The cabin treatment is also reserved but exudes all the class this project demanded, albeit classically understated. The architecture is largely familiar Wolfsburg factory fare, restored and refinished with new age touches that blend almost seamlessly with the vintage charm, the early model Mk1 dash is treated to newer instruments with A pillar playing host to a couple more. The centre console may house newfangled pneumatic suspension wizardry, but the ’70s style gauges and old world paddle switches maintain the correct period simplicity. “The rest of the air-ride stuff is hidden away out of view,” revealed Skyler, “The air tank is hidden in a custom metal box built into the rear of the car under the wood trunk, and the compressors are stowed behind the inner rear quarter panel cards.” There’s a kicking stereo install hidden behind the panels too, with a multitude of mids, tweeters and subs that supply tunes without clutter… Oh and that wood rimmed tiller… well that’s just class isn’t it.
Mogensen’s magnificent Mk1 makeover checks all the boxes and creates a few new ones, this down and dirty diesel is as clean as they come, mixing mild with wild and serving it up with a slice of attitude. Just when you thought you’d seen it all…
ENGINE: 1.6TD block with 1.9 AAZ head, Giles Performance injection pump, built internals, custom intake and exhaust, Turbonectics T3 turbo, 02J transmission in smooth bay. Custom exhaust with side exit
CHASSIS: 7×15” Rays Engineering Volk Racing three-piece C1s in 4×100 bolt pattern. Carbon fibre faces and reworked caps. Modified floorpan with raised floor, custom shock towers and rear tubs, hand rolled wheel wells and reworked boot floor. Custom rear beam with relocated mounts, Air Lift Performance struts, five gallon tank, dual Viair compressors, manual management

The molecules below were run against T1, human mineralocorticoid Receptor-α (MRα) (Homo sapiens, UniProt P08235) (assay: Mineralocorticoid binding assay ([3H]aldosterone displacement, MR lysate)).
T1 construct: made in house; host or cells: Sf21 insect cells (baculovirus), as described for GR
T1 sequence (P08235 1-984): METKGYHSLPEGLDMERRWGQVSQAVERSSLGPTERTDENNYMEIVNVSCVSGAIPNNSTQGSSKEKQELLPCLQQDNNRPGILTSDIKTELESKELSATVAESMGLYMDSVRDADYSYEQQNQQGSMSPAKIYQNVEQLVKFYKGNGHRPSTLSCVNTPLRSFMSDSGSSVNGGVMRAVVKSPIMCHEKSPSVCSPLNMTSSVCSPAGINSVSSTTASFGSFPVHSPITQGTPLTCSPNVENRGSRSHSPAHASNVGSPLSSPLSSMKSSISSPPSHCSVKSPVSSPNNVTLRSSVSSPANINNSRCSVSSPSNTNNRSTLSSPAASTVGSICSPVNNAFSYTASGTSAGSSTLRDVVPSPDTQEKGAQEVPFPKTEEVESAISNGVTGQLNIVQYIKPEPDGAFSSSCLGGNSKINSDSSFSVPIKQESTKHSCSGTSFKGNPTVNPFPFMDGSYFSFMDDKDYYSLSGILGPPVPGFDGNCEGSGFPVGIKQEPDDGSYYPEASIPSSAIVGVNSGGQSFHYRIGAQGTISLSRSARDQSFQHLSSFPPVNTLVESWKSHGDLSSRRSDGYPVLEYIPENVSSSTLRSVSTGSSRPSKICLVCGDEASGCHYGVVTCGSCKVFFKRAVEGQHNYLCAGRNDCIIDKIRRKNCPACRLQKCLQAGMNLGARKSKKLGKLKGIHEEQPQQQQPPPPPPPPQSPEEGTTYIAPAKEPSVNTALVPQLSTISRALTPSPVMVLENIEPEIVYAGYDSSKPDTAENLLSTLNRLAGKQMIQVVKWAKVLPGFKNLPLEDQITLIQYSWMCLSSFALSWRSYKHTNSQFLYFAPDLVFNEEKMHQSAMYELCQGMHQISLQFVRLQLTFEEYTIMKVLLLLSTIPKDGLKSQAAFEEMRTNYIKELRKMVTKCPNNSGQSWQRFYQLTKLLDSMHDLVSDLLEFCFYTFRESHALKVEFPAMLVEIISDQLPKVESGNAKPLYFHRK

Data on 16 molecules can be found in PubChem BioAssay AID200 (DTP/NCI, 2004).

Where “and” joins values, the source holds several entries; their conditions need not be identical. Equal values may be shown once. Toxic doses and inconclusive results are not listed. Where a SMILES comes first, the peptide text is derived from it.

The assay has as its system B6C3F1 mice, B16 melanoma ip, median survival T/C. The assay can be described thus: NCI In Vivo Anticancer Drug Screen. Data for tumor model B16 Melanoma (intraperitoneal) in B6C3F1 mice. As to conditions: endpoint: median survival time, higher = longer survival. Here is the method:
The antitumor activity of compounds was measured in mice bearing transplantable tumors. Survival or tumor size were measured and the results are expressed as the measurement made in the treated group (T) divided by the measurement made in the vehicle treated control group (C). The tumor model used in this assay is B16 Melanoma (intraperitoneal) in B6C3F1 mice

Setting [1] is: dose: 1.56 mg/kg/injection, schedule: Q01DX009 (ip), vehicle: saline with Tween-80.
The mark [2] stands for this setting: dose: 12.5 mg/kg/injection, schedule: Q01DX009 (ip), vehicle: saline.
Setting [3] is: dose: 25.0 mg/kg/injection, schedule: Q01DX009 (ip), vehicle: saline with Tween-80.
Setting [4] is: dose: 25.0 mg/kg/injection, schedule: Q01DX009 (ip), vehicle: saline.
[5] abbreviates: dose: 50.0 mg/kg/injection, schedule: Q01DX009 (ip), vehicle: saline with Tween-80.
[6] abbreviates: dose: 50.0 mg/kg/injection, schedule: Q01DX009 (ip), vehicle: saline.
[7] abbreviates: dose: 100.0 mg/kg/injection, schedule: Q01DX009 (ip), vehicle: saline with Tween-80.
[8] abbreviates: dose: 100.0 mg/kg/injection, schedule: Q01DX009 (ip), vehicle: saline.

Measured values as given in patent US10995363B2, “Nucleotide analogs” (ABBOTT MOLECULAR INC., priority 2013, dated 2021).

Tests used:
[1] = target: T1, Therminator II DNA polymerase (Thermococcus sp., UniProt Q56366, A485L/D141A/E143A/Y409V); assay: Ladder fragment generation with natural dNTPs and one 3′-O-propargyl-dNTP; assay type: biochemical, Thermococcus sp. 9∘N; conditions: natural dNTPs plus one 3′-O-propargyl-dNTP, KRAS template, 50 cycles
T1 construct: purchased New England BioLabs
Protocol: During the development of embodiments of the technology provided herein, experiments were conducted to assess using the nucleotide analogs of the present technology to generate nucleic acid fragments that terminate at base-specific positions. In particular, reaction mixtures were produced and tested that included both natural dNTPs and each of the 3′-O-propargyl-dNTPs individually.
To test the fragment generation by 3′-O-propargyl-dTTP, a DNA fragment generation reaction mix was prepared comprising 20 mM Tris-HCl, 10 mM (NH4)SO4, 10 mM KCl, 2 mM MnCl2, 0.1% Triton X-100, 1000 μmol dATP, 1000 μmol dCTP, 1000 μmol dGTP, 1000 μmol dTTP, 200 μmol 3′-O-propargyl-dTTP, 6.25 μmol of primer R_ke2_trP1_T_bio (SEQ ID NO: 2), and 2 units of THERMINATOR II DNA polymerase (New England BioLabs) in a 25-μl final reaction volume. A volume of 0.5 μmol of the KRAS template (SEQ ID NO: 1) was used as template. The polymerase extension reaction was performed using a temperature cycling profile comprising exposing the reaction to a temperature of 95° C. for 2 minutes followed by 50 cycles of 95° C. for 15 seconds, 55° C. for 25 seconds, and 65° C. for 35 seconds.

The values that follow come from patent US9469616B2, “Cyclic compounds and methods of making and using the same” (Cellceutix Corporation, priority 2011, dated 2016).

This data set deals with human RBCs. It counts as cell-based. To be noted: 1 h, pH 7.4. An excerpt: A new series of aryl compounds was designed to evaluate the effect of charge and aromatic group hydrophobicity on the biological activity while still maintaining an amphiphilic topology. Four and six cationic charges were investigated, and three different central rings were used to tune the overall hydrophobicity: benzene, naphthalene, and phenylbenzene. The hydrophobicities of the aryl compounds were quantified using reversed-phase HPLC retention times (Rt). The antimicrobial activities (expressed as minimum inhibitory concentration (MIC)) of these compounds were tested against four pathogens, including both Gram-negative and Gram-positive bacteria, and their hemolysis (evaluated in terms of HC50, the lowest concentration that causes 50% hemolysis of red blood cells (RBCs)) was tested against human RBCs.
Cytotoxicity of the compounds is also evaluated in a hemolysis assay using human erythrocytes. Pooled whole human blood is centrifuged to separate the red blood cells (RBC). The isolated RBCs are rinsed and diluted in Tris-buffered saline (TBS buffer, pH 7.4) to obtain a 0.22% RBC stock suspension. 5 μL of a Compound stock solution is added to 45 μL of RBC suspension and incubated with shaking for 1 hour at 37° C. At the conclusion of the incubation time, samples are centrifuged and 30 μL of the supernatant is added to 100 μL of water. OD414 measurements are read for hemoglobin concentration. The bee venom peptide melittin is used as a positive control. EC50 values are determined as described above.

EXTERIOR: Custom mixed House of Kolor candy paint, Euro front wings, slam panel, grille and headlights, Euro rear panel and taillights, Halo headlights, shaved rear with custom lower valance. Smoothed engine bay, rain tray removed
INTERIOR: Early Rabbit interior, early dashboard, aftermarket gauge cluster, Nardi wood rimmed wheel, custom headliner, bench seat frame cut and made to fit around rear tubs. Custom wood trunk base with aluminium slats
AUDIO: Alpine stereo with Kicker speakers and two 10” Kicker subs in custom fiberglass boxes moulded to fit into the rear quarters behind the rear wheel tubs
SHOUT: I would like to thank my father and mother Eric and Angela Mogensen, my family, Carly Swanson, Alec and Arron Stenzaa, Jeff Scott, Michael Holstrom, Jay; Nick and Van Sarver, Alan Phenis, Kevin Hoglund, and the crew at AZEuros
Old-skool diesel installs don’t usually look this tidy but then this isn’t just your average TDI motor swap! Dreams can come true, they just take time and vision. Skyler’s bodydropped Rabbit is a thing of beauty and totally unique as well…
THE REAR END WAS SHAVED AND I PUT IN ANOTHER EXHAUST NOTCH SO I COULD BUILD A TOW HITCH FOR A SMALL TRAILER